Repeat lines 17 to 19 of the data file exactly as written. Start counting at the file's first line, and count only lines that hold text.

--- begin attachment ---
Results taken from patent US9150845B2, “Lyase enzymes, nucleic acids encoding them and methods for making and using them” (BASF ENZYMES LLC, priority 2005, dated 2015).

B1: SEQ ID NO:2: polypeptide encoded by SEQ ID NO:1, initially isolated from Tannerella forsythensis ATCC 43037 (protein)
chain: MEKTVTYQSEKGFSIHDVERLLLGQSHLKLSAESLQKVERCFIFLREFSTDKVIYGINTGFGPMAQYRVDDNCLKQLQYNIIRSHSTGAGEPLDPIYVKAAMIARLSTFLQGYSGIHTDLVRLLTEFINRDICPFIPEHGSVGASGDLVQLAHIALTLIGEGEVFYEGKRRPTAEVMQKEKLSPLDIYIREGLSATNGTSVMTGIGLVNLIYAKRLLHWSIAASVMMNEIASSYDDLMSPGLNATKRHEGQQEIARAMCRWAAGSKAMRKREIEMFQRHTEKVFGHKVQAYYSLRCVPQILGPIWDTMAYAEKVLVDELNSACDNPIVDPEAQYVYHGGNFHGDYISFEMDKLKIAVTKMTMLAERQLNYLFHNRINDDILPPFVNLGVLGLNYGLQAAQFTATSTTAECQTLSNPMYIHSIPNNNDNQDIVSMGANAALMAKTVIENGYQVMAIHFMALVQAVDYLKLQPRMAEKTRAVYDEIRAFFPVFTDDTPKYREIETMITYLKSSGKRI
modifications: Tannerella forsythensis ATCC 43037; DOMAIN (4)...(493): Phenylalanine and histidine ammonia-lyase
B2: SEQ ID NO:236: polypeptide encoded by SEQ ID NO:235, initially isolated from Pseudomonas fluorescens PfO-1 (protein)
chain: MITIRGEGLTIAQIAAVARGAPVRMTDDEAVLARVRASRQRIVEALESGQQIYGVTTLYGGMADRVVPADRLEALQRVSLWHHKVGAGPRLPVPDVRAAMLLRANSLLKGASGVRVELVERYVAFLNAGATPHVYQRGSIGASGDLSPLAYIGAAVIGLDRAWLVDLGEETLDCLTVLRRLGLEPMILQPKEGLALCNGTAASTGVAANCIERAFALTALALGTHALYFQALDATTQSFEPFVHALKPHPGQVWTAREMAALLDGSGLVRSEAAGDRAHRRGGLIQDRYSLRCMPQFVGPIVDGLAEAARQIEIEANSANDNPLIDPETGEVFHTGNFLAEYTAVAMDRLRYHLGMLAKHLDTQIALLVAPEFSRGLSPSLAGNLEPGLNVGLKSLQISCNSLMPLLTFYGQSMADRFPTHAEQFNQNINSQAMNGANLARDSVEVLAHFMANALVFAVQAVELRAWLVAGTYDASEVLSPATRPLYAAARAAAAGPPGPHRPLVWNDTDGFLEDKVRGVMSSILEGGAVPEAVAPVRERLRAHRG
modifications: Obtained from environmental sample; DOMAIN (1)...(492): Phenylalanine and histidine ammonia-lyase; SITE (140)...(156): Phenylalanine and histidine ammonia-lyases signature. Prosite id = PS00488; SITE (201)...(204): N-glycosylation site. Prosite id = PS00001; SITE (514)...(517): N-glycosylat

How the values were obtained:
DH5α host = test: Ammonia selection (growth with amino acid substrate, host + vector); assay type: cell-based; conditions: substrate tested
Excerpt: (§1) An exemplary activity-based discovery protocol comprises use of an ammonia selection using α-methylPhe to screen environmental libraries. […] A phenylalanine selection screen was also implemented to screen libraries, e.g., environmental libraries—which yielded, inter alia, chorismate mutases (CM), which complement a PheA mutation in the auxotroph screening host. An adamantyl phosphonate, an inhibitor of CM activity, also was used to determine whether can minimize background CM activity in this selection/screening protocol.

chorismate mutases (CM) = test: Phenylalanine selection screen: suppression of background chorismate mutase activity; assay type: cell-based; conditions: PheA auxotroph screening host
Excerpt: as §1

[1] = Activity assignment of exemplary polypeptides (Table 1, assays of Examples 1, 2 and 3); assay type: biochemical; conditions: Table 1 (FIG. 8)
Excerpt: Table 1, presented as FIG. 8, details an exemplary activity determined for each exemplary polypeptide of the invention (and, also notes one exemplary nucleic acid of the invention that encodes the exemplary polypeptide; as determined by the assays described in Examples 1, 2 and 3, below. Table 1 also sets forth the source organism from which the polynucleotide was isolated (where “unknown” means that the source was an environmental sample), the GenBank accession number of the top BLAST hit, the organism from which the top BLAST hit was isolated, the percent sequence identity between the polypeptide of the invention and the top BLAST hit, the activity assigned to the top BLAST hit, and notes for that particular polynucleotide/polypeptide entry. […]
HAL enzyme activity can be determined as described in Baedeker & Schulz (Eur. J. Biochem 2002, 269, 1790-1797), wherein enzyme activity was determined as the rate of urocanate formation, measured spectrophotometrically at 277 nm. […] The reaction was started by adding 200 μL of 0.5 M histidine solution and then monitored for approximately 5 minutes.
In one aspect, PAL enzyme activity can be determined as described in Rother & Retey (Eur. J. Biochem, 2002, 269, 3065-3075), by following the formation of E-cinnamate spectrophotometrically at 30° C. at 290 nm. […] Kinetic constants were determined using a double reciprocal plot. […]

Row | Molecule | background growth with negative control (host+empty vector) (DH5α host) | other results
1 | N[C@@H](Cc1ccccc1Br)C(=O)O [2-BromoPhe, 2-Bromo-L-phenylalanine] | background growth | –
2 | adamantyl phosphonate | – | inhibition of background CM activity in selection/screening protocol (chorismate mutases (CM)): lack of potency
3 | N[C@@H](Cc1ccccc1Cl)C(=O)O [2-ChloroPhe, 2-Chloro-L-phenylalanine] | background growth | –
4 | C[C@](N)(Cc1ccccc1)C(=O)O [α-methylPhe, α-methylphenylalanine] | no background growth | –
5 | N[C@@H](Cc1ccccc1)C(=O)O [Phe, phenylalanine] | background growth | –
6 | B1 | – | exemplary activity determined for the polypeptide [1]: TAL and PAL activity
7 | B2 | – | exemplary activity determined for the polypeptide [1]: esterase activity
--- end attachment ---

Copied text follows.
Row | Molecule | background growth with negative control (host+empty vector) (DH5α host) | other results
1 | N[C@@H](Cc1ccccc1Br)C(=O)O [2-BromoPhe, 2-Bromo-L-phenylalanine] | background growth | –
2 | adamantyl phosphonate | – | inhibition of background CM activity in selection/screening protocol (chorismate mutases (CM)): lack of potency